The Challah Table
American Black Walnut, Brass & Steel
20″ x 14″ x 2″
To observe the holy Shabbat, we are commanded in the Jewish Bible to act passively on the seventh day of each week, ultimately refraining from 39 prohibition laws.
However, to sanctify the Shabbat, one can accomplish this saintly opportunity at the three ordained Sabbath meals.
It is explained that G-d 'spoke' the world into creation for the first six days and refrained from 'speaking' on the seventh day (Shabbat). It is for that reason we are taught to guard our tongue on this holy day (Bas Ayin).
Our sages (Shabbos 31a) teach that faith in God is typified by agriculture. On the seventh day of each week when we refrain from work, we sanctify (bless) the Sabbath which draws renewal from above for the upcoming six work days.
Challah (bread) is considered the most sacred of all foods and it is for that reason it has its own blessing. It is made typically using the first of the seven agricultural species of Israel, wheat, and is needed to consecrate the obligatory Sabbath meals in accordance with Jewish law. Although we ordinarily use wine for the initial verbal sanctification of the Sabbath meal (Kiddush), if wine is not present our sages (Shulchan Aruch 271:12; Rema 272:9) say that Kiddush should instead be made on Challah.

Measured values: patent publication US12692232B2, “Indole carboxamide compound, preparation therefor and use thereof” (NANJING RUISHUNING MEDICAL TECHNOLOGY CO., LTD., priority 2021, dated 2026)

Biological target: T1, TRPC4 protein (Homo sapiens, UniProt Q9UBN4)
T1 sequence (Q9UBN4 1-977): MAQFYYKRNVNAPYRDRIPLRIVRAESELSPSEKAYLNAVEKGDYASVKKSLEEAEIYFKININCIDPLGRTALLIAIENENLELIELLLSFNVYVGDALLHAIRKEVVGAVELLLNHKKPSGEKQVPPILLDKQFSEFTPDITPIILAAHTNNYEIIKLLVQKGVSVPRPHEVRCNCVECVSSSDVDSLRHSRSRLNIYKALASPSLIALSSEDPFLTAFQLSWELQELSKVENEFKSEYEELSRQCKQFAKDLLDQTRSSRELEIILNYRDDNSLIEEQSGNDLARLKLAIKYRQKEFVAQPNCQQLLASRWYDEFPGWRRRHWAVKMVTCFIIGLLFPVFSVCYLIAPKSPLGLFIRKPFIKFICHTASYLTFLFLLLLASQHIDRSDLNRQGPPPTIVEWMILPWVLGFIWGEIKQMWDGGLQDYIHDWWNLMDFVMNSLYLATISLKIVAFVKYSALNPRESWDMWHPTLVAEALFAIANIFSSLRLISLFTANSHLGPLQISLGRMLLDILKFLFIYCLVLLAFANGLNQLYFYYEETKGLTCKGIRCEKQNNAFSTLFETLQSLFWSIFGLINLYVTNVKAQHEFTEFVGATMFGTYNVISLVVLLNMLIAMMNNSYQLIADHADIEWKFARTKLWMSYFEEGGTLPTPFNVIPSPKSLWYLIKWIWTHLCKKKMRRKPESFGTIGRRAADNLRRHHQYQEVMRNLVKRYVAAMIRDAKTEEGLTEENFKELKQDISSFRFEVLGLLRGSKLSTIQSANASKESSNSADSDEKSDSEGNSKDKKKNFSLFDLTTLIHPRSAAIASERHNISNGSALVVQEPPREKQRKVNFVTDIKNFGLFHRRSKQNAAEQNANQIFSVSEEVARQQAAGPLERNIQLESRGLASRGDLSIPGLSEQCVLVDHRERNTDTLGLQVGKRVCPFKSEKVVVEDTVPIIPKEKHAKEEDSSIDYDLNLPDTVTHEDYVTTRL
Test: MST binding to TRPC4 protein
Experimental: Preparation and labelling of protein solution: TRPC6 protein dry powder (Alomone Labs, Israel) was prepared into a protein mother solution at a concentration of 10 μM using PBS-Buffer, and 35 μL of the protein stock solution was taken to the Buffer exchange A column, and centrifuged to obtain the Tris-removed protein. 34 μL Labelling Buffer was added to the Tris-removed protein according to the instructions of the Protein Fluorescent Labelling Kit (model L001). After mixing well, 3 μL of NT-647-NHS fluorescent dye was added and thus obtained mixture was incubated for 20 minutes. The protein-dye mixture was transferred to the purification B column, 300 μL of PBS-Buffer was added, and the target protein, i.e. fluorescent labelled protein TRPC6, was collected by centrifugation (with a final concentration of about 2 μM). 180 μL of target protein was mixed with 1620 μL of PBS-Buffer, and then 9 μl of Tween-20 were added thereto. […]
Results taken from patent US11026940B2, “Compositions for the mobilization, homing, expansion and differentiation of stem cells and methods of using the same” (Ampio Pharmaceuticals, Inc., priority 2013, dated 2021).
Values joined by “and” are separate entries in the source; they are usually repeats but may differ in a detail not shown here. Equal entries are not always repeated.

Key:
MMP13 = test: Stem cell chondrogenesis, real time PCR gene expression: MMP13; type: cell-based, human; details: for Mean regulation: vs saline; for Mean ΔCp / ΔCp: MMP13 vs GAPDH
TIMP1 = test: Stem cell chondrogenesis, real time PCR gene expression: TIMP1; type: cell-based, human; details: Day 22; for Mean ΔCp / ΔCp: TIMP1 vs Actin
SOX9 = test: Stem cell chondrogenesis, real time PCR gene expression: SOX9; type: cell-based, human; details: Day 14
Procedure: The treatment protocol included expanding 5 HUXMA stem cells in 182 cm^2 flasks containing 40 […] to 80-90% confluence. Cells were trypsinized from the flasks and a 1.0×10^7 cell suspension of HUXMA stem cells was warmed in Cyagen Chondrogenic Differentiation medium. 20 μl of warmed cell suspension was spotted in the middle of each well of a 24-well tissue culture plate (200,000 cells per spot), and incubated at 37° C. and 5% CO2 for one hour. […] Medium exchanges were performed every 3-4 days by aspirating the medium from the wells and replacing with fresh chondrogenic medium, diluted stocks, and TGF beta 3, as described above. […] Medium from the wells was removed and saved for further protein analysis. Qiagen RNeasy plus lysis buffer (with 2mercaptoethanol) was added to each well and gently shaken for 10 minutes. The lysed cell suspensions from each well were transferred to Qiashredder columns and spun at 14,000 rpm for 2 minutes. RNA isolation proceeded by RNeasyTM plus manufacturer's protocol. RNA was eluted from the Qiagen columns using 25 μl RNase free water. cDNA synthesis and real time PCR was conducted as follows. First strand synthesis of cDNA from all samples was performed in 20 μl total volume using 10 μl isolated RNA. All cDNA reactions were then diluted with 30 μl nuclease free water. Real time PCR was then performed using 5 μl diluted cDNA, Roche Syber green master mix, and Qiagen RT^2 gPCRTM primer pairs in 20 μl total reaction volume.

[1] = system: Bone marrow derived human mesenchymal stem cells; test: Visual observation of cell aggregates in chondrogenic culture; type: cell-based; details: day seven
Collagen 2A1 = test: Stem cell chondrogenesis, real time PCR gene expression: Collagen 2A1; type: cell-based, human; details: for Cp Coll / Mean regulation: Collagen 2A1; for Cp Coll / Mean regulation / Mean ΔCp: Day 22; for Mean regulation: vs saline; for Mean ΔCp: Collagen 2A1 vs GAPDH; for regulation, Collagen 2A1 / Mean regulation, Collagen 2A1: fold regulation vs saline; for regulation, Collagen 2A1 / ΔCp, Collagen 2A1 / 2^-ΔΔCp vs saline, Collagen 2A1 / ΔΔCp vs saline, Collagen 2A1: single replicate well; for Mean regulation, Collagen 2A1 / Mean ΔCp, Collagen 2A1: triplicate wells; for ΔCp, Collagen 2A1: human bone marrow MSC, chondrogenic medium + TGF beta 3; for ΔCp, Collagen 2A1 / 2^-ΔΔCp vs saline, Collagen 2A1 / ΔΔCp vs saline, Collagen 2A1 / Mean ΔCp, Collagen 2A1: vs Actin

To sanctify and connect with the heavens on the Sabbath, we enlist the most elevated product of its worldly counterpoint, the earth (Israel), perhaps because both the heavens and the earth (Shmita) celebrate a Sabbatical and are holy.
Sitting at a higher plane, the Challah Table explores these ideas by raising this hallowed food on a table of its own.
The Challah Table aims to provide the proper distinction and respect that have always required us to give thanks and say grace.
The Challah Table has a removable top. One side is for cutting and the other is for display.
It is constructed as a table with mortise and tenon joinery.